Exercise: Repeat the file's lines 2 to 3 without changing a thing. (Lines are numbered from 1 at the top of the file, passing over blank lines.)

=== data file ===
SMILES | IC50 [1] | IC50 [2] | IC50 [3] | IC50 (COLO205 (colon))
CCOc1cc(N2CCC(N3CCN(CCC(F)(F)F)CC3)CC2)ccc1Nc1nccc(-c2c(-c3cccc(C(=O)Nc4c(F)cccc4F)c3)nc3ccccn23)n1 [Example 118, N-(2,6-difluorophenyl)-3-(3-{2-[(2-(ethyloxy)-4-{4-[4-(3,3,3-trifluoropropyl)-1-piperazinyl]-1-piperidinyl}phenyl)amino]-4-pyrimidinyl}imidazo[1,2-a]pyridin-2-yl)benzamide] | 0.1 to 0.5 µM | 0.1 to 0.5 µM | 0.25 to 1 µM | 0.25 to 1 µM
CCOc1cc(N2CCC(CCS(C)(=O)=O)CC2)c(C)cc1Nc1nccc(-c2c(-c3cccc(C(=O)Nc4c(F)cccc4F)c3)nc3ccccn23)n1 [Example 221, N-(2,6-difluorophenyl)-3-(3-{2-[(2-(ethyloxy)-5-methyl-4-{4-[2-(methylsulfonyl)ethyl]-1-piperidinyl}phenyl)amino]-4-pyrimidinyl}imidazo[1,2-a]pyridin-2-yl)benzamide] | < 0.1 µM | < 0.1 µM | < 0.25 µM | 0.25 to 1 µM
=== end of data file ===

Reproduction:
CCOc1cc(N2CCC(N3CCN(CCC(F)(F)F)CC3)CC2)ccc1Nc1nccc(-c2c(-c3cccc(C(=O)Nc4c(F)cccc4F)c3)nc3ccccn23)n1 [Example 118, N-(2,6-difluorophenyl)-3-(3-{2-[(2-(ethyloxy)-4-{4-[4-(3,3,3-trifluoropropyl)-1-piperazinyl]-1-piperidinyl}phenyl)amino]-4-pyrimidinyl}imidazo[1,2-a]pyridin-2-yl)benzamide] | 0.1 to 0.5 µM | 0.1 to 0.5 µM | 0.25 to 1 µM | 0.25 to 1 µM
CCOc1cc(N2CCC(CCS(C)(=O)=O)CC2)c(C)cc1Nc1nccc(-c2c(-c3cccc(C(=O)Nc4c(F)cccc4F)c3)nc3ccccn23)n1 [Example 221, N-(2,6-difluorophenyl)-3-(3-{2-[(2-(ethyloxy)-5-methyl-4-{4-[2-(methylsulfonyl)ethyl]-1-piperidinyl}phenyl)amino]-4-pyrimidinyl}imidazo[1,2-a]pyridin-2-yl)benzamide] | < 0.1 µM | < 0.1 µM | < 0.25 µM | 0.25 to 1 µM